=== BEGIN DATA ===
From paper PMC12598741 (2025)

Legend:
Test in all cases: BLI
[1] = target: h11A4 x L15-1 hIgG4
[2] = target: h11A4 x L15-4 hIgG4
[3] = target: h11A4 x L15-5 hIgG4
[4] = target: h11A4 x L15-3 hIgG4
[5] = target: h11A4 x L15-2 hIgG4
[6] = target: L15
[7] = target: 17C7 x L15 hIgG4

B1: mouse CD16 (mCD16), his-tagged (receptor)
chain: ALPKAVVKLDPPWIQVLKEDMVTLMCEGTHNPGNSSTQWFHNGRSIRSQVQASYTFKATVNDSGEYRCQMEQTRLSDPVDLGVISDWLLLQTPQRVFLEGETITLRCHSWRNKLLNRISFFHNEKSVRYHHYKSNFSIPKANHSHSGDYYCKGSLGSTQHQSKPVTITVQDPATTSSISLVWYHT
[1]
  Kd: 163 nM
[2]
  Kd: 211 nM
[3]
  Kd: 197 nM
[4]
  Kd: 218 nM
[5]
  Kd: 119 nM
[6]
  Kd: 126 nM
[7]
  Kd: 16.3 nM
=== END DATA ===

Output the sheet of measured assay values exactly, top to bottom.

From paper PMC12598741 (2025)

Legend:
Test in all cases: BLI
[1] = target: h11A4 x L15-1 hIgG4
[2] = target: h11A4 x L15-4 hIgG4
[3] = target: h11A4 x L15-5 hIgG4
[4] = target: h11A4 x L15-3 hIgG4
[5] = target: h11A4 x L15-2 hIgG4
[6] = target: L15
[7] = target: 17C7 x L15 hIgG4

B1: mouse CD16 (mCD16), his-tagged (receptor)
chain: ALPKAVVKLDPPWIQVLKEDMVTLMCEGTHNPGNSSTQWFHNGRSIRSQVQASYTFKATVNDSGEYRCQMEQTRLSDPVDLGVISDWLLLQTPQRVFLEGETITLRCHSWRNKLLNRISFFHNEKSVRYHHYKSNFSIPKANHSHSGDYYCKGSLGSTQHQSKPVTITVQDPATTSSISLVWYHT
[1]
  Kd: 163 nM
[2]
  Kd: 211 nM
[3]
  Kd: 197 nM
[4]
  Kd: 218 nM
[5]
  Kd: 119 nM
[6]
  Kd: 126 nM
[7]
  Kd: 16.3 nM